HOW TO PRICE YOUR CRAFT
Pricing your handmade merchandise can be tricky. The bottom line is to remember that you're doing this for a profit. If you spent $10 on materials, then you better be charging more than $10 for your pieces, or you won't be able to do this for much longer!
You've made a really cool top to sell, but you're just not sure what to charge for it. Here we go-
For this top, you used 1 a yard of the main fabric ($8.00)
Your total for materials is $13.00
Let's see about labor. You'll need to decide on your hourly wage. We'll use $10, which I think is the absolute minimum you should be paying yourself.
For this top, you spent 2 hours working on it ($10 times 2 hours), so $20.00 is your labor cost.
Add these together ($13 + $20) and you get $33. You can use $33 as your price, but you're technically not making a profit. Sure, you get to keep that $20 for labor, but your wage is NOT your profit. When you're first starting out, it makes sense to keep your profit low (which in turn, keeps the prices low). But when you've got a decent customer base, don't be afraid to increase your profit margin... and your hourly wage, for that matter. Especially since over time, you will probably become quicker at assembling your goods, so this same top may only take an hour to finish.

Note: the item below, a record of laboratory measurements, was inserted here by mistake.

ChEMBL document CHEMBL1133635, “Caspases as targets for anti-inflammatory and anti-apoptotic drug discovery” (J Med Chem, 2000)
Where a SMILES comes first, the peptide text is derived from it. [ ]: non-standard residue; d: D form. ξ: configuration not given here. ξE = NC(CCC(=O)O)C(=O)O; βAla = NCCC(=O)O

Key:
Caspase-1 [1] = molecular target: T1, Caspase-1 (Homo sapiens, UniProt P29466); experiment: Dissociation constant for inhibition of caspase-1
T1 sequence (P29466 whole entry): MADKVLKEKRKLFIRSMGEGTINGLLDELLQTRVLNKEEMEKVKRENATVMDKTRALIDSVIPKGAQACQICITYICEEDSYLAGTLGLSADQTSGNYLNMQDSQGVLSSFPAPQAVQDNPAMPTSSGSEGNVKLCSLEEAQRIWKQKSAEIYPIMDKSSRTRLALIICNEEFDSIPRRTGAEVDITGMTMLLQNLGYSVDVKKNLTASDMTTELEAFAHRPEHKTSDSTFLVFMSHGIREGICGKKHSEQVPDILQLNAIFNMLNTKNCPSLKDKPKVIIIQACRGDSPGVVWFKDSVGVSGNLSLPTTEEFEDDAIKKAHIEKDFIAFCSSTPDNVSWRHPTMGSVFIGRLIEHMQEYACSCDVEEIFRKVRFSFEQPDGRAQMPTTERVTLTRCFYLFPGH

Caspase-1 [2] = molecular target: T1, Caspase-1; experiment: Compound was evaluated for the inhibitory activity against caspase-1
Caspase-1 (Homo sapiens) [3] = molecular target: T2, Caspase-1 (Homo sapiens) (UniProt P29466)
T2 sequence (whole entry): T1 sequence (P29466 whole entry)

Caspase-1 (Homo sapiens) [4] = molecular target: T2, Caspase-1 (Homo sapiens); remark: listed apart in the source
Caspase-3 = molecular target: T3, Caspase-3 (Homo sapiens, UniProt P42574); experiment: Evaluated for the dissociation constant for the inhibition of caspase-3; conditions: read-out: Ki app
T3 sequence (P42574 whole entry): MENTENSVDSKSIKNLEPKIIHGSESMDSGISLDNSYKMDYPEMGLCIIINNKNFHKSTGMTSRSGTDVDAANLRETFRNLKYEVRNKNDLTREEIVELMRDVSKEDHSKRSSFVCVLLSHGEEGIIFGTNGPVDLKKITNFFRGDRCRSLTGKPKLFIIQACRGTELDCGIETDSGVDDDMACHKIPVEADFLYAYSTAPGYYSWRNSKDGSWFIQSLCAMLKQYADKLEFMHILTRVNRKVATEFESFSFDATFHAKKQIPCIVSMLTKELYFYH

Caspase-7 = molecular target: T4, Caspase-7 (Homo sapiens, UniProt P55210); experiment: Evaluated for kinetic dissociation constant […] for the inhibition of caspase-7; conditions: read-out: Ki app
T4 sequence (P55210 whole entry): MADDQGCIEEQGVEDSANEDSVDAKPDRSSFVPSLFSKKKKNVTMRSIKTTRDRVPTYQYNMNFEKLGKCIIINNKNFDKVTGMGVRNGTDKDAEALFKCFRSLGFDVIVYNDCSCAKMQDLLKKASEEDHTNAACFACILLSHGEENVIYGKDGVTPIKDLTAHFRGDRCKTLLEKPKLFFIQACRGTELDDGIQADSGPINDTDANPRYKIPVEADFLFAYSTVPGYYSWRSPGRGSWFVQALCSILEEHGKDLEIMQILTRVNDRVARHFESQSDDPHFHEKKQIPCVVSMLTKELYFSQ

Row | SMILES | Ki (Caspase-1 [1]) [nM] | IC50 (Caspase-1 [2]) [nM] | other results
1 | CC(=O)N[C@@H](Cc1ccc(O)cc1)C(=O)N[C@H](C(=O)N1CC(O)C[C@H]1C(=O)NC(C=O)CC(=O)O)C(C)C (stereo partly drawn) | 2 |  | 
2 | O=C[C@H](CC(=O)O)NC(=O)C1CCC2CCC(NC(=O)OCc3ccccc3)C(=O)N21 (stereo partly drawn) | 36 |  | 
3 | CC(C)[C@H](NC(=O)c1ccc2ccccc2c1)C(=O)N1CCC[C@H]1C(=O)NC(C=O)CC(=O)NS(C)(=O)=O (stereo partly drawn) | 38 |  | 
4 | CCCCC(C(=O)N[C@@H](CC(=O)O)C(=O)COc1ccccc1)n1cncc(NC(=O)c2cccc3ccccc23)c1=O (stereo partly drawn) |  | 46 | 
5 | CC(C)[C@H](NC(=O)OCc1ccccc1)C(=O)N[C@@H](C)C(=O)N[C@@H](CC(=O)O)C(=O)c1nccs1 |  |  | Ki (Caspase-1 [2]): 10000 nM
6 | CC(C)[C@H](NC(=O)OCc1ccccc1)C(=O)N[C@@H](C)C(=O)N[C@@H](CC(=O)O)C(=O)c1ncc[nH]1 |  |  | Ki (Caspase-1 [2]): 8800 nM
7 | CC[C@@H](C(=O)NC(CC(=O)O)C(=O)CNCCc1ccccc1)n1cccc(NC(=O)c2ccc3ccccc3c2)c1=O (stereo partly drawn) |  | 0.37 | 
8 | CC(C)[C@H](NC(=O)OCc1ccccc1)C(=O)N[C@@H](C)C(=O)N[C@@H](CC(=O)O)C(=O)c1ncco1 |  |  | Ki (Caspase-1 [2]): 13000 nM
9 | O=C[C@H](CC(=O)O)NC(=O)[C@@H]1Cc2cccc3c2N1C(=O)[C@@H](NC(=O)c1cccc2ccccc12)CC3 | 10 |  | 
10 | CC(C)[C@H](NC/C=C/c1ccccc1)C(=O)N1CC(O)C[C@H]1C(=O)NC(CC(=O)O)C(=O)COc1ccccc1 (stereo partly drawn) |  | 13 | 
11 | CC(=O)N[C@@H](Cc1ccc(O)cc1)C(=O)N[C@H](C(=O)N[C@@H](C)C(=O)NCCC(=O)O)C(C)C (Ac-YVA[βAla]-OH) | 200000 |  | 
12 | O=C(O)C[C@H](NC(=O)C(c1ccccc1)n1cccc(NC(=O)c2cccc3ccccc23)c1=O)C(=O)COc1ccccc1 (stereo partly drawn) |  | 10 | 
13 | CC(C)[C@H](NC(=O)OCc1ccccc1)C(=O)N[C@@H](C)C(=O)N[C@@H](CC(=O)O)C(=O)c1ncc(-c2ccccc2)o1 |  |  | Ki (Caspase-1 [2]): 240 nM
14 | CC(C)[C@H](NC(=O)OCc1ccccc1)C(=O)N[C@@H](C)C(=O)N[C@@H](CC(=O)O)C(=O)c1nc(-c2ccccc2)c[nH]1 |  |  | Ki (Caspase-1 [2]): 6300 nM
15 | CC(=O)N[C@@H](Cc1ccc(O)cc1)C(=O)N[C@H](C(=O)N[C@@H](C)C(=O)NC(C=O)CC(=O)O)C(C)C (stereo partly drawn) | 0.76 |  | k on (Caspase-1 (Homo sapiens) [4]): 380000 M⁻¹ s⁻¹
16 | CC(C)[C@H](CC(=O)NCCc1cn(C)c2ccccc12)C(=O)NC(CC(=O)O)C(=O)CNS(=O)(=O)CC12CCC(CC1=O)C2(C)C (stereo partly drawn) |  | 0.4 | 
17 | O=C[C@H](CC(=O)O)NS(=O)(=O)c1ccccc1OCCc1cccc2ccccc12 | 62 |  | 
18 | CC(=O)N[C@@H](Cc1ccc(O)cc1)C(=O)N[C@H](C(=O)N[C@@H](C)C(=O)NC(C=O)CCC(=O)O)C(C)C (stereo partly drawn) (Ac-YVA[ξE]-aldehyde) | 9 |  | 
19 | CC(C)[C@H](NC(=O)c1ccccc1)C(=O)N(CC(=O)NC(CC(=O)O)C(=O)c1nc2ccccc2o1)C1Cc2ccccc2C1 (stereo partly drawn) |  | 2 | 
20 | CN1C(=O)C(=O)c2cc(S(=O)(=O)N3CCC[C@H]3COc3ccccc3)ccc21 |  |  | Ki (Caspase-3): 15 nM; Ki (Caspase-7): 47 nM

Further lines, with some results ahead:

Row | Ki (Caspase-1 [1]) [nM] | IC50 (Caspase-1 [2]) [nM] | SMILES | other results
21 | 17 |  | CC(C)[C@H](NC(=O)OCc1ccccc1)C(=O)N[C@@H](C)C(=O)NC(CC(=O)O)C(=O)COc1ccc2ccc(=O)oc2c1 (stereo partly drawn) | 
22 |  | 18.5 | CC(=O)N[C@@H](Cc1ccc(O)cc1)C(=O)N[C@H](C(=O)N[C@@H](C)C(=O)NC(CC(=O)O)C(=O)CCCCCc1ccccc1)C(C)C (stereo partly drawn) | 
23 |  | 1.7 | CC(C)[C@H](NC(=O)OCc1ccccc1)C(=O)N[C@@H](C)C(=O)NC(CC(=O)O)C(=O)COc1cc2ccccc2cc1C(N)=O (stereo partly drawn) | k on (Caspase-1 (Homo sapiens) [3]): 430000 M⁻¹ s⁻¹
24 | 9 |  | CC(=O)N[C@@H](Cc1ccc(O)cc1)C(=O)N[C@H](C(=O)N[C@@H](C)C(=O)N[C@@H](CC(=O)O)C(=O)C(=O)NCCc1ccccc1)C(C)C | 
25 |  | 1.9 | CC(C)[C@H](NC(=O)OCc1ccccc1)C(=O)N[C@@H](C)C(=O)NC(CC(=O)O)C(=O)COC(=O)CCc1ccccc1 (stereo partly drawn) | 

This is your wholesale price. If you're selling your goods to a store, this is the price you use. The store will then mark the price up, usually at least doubling it. If you're consigning, remember to compensate for the consignment fee (which is usually anywhere from 2S0-50% of the selling price). If you're selling your stuff directly to the public, you'll want to figure what your costs are as far as the upkeep of your shop. If it's a bricks and mortar store, you've got rent, utilities, insurance, etc to consider. If your shop is online, remember to account for your payment processing and selling fees, hosting, domain names, etc.